MORGANTOWN, W.Va. (WBOY) — If you needed certain over-the-counter or prescription medications lately, you may have noticed that some are out of stock.

“Over the past couple months, we’ve been experiencing many shortages on some prescription medications,” says Karl Sommer, pharmacist Waterfront Family Pharmacy in Morgantown, West Virginia.

It’s not just shortages for pharmacists like Sommer from Waterfront Family Pharmacy in Morgantown, but shelves across the country are seeing their stock of medications slowly disappear.

Some of the products that are seemingly vanishing to those that need it are Children’s Tylenol, certain brands of Ibuprofen, certain forms of Adderall and Ozempic, which is used for diabetes.

“It is impacting a lot of people,” Sommer said. “I mean we have some people that really don’t understand it. This is like a new thing to them that we don’t have whatever we want at our fingertips, but we try to explain that it is a nationwide problem and we’re doing the best we can to get the drug into their hands.”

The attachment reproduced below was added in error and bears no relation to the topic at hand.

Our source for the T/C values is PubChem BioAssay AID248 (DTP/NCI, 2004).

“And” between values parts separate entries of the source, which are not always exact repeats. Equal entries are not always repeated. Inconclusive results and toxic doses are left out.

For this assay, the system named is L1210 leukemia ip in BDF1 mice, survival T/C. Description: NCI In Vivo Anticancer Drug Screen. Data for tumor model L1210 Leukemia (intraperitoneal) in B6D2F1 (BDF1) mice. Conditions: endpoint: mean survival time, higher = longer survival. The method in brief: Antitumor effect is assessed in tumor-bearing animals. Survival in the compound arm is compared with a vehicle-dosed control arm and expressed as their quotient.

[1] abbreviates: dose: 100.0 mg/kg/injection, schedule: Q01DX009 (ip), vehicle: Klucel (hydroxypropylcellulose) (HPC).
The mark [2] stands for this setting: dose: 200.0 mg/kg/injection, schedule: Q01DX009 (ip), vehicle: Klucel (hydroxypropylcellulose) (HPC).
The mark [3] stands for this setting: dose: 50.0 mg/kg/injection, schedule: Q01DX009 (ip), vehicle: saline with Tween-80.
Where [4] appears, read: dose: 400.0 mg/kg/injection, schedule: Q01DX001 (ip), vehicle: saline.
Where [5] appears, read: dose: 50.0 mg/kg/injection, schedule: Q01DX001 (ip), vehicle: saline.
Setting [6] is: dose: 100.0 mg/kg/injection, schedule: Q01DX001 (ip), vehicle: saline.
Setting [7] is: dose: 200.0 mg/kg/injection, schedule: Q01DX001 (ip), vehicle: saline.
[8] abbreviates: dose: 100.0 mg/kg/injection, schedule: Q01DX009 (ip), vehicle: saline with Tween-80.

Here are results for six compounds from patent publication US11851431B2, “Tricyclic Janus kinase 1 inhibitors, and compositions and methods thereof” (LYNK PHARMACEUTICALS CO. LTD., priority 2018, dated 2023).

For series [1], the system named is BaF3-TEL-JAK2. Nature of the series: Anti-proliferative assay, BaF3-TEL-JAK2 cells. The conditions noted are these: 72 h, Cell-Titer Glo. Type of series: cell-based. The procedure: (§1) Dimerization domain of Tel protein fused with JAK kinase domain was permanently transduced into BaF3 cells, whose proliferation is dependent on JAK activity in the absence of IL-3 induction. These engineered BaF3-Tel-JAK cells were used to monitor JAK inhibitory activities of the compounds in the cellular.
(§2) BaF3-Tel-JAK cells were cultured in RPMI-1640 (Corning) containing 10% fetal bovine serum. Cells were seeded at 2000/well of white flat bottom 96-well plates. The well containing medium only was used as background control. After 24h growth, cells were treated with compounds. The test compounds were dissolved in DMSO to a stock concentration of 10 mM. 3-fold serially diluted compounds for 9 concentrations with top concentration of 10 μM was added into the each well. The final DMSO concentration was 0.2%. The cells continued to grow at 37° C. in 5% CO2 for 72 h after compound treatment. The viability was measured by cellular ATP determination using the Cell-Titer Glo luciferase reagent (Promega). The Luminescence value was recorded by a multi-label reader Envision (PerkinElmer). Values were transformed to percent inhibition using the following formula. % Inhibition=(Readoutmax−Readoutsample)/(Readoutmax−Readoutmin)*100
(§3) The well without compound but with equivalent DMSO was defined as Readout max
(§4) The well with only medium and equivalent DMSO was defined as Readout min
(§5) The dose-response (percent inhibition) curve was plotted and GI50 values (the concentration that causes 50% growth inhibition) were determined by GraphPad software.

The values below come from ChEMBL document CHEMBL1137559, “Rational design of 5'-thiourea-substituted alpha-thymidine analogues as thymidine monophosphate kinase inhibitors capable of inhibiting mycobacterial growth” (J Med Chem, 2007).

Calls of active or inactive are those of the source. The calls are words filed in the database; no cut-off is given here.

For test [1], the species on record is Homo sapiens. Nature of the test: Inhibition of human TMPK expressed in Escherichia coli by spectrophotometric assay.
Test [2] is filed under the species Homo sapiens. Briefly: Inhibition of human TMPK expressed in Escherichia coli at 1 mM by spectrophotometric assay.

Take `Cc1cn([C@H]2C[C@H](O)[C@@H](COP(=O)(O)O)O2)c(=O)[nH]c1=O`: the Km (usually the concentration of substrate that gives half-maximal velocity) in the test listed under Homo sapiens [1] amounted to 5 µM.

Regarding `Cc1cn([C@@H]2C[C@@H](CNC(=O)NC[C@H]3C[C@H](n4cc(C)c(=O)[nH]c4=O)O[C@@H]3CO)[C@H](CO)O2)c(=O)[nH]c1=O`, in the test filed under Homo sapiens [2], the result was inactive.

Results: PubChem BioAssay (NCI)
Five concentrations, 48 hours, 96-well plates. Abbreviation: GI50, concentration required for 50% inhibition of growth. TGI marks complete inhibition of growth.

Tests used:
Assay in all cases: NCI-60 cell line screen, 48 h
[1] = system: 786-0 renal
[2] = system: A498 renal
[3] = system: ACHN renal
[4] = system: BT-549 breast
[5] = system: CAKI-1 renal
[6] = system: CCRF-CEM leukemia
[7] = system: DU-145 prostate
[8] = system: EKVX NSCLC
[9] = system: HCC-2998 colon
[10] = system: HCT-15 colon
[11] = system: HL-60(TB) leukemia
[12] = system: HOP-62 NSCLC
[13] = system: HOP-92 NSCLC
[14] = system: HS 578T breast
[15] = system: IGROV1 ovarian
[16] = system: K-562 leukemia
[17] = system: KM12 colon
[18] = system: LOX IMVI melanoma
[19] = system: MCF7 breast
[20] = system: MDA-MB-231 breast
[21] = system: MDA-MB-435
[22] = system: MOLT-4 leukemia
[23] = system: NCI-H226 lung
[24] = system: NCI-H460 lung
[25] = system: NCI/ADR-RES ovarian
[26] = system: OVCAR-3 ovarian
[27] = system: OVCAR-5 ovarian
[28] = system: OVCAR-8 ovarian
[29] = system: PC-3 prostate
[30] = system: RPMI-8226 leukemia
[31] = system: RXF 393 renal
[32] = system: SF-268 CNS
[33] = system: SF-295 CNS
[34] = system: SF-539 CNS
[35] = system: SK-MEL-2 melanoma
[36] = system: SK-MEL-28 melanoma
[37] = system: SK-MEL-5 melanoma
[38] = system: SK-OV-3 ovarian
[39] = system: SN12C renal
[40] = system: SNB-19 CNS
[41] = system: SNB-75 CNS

This nationwide problem comes during the “tripledemic” season, where respiratory syncytial virus (RSV,) COVID-19 and the flu are all circulating. Increased cases of RSV is already putting families with young children on edge, but it could be even more worrisome if the shortage in medications prolongs.

“(The medications have) been back-ordered,” Sommer said. “They show up every once in a while. We’re able to get one or two a week, just trying to chip away at the list and get people their medication.”

When Nexstar’s WBOY spoke on the phone with local pharmacies within Harrison, Marion and Monongalia counties, they found that most of the ones we talked to faced a shortage on Children’s Tylenol.

With Children’s Tylenol sparse in some areas, Sommer offers some alternatives for parents to aid their younger children.

  • If your child has a fever, bathe them in a cool or lukewarm bath.
  • See if a liquid version of Ibuprofen is anywhere.
  • If your child has a bacterial infection take them to see the doctor.

A list of the FDA’s drug shortages can be found on the organization’s website.